That’s what D.B. Hebbard of Talking New Media wonders, in a column that notes in part that we are “still awaiting the next big thing in eBook platforms”. After correctly noting that e-book sales aren’t actually falling, except for those of major publishers who forced their prices up, Hebbard notes that e-books aren’t improving much, either.
The thing is, Hebbard is awfully nonspecific in who he blames. In fact, he explicitly calls out “those in the technology area responsible for improving digital publications.”
So, uh, who is that, exactly? Let’s let Hebbard describe the problem:
Most eBooks, those that represent the vast majority of sales, are pretty bad. But because they are mostly plain text, fonts can be adjusted so that reading is at least not as painful as the typical digital magazine or e-newspaper. Advancements are slow, so slow that many of those who thought they would by now only be reading eBooks have returned to discover the joy of print. And why not, print is great, having 576 years to have perfected the medium.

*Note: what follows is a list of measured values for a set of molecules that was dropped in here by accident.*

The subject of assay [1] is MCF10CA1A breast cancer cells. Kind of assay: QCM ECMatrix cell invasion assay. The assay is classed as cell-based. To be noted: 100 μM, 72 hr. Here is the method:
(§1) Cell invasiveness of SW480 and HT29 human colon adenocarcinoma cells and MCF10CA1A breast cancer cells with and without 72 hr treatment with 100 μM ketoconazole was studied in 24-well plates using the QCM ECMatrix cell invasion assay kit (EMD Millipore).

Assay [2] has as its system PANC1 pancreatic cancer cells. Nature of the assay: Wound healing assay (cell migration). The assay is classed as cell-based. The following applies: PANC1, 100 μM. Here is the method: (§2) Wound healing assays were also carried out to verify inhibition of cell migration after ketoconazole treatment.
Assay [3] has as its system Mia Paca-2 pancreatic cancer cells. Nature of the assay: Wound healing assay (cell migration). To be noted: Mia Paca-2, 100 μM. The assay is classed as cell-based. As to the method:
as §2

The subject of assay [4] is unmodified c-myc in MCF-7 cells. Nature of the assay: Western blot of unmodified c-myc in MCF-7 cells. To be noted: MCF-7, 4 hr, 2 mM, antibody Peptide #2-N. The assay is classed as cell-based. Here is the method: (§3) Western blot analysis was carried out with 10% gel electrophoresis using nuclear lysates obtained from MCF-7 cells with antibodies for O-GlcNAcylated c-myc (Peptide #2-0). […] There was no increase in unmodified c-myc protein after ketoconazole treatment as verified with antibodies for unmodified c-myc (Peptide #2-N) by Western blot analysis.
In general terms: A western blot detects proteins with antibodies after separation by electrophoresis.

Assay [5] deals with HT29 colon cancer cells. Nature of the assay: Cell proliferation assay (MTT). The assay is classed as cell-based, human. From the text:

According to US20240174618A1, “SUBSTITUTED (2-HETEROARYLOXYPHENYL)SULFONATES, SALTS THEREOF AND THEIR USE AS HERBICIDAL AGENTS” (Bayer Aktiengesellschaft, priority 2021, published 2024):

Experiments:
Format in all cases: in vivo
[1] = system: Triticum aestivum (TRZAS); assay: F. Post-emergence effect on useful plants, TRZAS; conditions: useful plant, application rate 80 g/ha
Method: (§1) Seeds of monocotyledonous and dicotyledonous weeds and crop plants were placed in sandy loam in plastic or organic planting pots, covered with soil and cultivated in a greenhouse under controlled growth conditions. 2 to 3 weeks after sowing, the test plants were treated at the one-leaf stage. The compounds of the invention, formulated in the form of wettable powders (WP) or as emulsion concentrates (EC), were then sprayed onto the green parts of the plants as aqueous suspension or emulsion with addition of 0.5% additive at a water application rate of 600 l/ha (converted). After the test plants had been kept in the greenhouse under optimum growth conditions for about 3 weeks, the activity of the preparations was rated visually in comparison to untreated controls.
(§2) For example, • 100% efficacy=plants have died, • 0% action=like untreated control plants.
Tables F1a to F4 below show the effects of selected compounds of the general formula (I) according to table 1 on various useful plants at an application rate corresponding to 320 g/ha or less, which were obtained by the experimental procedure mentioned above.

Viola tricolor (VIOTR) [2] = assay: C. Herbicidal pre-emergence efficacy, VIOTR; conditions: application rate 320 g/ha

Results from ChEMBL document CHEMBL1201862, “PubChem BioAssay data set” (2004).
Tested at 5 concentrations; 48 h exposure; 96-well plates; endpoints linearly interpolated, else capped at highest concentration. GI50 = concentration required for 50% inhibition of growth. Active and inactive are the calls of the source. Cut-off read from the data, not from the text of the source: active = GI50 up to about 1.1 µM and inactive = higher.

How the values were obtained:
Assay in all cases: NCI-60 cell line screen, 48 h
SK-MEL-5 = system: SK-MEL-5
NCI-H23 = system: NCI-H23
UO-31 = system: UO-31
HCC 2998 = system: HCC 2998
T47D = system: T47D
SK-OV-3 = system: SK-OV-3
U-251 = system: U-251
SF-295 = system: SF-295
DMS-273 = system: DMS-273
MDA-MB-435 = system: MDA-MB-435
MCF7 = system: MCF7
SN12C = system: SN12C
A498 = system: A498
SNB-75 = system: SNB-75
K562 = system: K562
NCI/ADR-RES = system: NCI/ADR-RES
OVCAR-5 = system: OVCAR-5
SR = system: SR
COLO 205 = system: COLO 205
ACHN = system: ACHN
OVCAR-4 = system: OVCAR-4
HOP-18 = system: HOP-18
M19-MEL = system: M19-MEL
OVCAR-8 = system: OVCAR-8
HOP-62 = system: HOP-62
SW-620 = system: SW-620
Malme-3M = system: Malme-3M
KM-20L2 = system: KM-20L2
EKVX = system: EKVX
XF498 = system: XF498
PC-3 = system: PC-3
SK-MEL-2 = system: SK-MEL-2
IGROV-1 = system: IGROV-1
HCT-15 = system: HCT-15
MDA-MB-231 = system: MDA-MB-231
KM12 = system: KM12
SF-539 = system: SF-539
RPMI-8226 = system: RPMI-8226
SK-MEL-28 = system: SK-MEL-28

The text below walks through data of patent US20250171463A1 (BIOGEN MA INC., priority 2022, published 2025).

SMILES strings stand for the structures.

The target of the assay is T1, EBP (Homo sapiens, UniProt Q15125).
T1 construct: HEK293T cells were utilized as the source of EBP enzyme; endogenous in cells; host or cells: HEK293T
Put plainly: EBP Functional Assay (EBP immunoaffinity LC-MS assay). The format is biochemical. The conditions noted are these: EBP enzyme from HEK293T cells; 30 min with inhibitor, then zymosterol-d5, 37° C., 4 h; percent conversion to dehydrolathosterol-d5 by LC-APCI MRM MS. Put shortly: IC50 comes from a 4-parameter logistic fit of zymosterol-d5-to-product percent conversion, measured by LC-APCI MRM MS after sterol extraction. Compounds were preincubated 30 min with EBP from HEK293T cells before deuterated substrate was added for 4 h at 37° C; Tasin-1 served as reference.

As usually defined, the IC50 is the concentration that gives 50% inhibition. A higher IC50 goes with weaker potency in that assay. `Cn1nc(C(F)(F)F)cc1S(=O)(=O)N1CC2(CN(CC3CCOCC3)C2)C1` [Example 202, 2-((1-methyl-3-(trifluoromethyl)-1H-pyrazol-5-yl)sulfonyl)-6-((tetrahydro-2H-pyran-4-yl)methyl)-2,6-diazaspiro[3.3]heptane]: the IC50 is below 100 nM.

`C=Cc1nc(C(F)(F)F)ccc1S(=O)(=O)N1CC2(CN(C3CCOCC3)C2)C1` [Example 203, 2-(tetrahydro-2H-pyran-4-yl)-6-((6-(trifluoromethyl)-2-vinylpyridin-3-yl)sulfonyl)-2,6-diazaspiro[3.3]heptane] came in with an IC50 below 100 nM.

It is possible to create a great eBook, of course. I always point to The Mozart Project and The World Atlas of Wine as examples of good digital publishing. Both use the iBook Author platform but unless one is reading on a standard size iPad or a Mac, both with have their reading experience degraded by the fact that the publishing platform is less than ideal for creating equally great eBooks for reading on an iPhone, and not at all for reading on a Kindle.
So, let’s look at these books. Both of them are iTunes-only, naturally, and both are nonfiction. The Mozart Project is free right now (to people with OS X or iOS—which includes me, sort of, as I have iBooks on my first-generation iPad and it’s willing to let me try to download the e-book, even though it’s over 1 GB in size, though it then claims I don’t have enough room or outright crashes altogether). The World Atlas of Wine is $25.